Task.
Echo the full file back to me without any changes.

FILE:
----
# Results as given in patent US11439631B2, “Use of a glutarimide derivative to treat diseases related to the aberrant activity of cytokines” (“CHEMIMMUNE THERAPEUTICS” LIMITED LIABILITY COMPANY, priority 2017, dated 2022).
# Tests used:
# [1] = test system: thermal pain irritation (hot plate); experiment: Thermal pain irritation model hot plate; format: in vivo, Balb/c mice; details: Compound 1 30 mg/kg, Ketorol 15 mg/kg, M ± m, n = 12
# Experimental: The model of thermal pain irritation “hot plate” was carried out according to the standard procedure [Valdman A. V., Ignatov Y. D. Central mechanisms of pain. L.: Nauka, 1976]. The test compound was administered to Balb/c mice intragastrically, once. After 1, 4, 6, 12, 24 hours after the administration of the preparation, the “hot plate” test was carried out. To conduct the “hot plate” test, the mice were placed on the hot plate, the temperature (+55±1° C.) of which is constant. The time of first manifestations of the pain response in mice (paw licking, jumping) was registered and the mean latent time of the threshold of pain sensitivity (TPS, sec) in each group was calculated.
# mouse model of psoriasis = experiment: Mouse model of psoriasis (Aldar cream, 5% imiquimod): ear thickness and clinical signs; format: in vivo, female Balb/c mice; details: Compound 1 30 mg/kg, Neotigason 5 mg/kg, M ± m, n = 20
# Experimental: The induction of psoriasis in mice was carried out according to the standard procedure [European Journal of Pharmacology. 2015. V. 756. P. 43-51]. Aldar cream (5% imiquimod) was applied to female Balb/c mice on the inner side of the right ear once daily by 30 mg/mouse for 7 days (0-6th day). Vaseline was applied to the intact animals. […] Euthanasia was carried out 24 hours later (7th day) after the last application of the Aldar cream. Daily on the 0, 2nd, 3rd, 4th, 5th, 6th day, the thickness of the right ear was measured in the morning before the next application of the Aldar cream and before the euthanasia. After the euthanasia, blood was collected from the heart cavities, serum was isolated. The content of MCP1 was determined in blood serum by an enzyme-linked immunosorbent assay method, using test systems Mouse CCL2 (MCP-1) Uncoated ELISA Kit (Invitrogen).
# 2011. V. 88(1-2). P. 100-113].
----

# Results as given in patent US11439631B2, “Use of a glutarimide derivative to treat diseases related to the aberrant activity of cytokines” (“CHEMIMMUNE THERAPEUTICS” LIMITED LIABILITY COMPANY, priority 2017, dated 2022).
# Tests used:
# [1] = test system: thermal pain irritation (hot plate); experiment: Thermal pain irritation model hot plate; format: in vivo, Balb/c mice; details: Compound 1 30 mg/kg, Ketorol 15 mg/kg, M ± m, n = 12
# Experimental: The model of thermal pain irritation “hot plate” was carried out according to the standard procedure [Valdman A. V., Ignatov Y. D. Central mechanisms of pain. L.: Nauka, 1976]. The test compound was administered to Balb/c mice intragastrically, once. After 1, 4, 6, 12, 24 hours after the administration of the preparation, the “hot plate” test was carried out. To conduct the “hot plate” test, the mice were placed on the hot plate, the temperature (+55±1° C.) of which is constant. The time of first manifestations of the pain response in mice (paw licking, jumping) was registered and the mean latent time of the threshold of pain sensitivity (TPS, sec) in each group was calculated.
# mouse model of psoriasis = experiment: Mouse model of psoriasis (Aldar cream, 5% imiquimod): ear thickness and clinical signs; format: in vivo, female Balb/c mice; details: Compound 1 30 mg/kg, Neotigason 5 mg/kg, M ± m, n = 20
# Experimental: The induction of psoriasis in mice was carried out according to the standard procedure [European Journal of Pharmacology. 2015. V. 756. P. 43-51]. Aldar cream (5% imiquimod) was applied to female Balb/c mice on the inner side of the right ear once daily by 30 mg/mouse for 7 days (0-6th day). Vaseline was applied to the intact animals. […] Euthanasia was carried out 24 hours later (7th day) after the last application of the Aldar cream. Daily on the 0, 2nd, 3rd, 4th, 5th, 6th day, the thickness of the right ear was measured in the morning before the next application of the Aldar cream and before the euthanasia. After the euthanasia, blood was collected from the heart cavities, serum was isolated. The content of MCP1 was determined in blood serum by an enzyme-linked immunosorbent assay method, using test systems Mouse CCL2 (MCP-1) Uncoated ELISA Kit (Invitrogen).
# 2011. V. 88(1-2). P. 100-113].